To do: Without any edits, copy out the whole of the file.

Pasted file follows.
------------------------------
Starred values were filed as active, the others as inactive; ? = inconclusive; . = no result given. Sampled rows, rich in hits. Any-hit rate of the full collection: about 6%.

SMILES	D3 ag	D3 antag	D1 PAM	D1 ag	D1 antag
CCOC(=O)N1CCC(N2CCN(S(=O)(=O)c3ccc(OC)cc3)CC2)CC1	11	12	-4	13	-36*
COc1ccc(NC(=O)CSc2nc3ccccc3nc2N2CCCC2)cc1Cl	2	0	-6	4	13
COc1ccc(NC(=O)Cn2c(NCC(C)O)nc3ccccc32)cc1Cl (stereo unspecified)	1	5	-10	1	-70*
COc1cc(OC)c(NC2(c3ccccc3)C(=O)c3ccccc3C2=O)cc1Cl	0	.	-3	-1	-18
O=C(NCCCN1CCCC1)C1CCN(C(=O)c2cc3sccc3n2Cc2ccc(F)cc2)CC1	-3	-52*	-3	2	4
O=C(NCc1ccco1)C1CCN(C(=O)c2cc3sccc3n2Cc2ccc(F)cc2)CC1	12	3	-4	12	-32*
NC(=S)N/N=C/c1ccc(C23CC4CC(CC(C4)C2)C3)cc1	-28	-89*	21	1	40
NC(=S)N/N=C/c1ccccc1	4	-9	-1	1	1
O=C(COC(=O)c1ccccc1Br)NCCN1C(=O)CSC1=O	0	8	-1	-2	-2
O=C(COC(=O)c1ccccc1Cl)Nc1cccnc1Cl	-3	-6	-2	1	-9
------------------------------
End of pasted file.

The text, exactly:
Starred values were filed as active, the others as inactive; ? = inconclusive; . = no result given. Sampled rows, rich in hits. Any-hit rate of the full collection: about 6%.

SMILES	D3 ag	D3 antag	D1 PAM	D1 ag	D1 antag
CCOC(=O)N1CCC(N2CCN(S(=O)(=O)c3ccc(OC)cc3)CC2)CC1	11	12	-4	13	-36*
COc1ccc(NC(=O)CSc2nc3ccccc3nc2N2CCCC2)cc1Cl	2	0	-6	4	13
COc1ccc(NC(=O)Cn2c(NCC(C)O)nc3ccccc32)cc1Cl (stereo unspecified)	1	5	-10	1	-70*
COc1cc(OC)c(NC2(c3ccccc3)C(=O)c3ccccc3C2=O)cc1Cl	0	.	-3	-1	-18
O=C(NCCCN1CCCC1)C1CCN(C(=O)c2cc3sccc3n2Cc2ccc(F)cc2)CC1	-3	-52*	-3	2	4
O=C(NCc1ccco1)C1CCN(C(=O)c2cc3sccc3n2Cc2ccc(F)cc2)CC1	12	3	-4	12	-32*
NC(=S)N/N=C/c1ccc(C23CC4CC(CC(C4)C2)C3)cc1	-28	-89*	21	1	40
NC(=S)N/N=C/c1ccccc1	4	-9	-1	1	1
O=C(COC(=O)c1ccccc1Br)NCCN1C(=O)CSC1=O	0	8	-1	-2	-2
O=C(COC(=O)c1ccccc1Cl)Nc1cccnc1Cl	-3	-6	-2	1	-9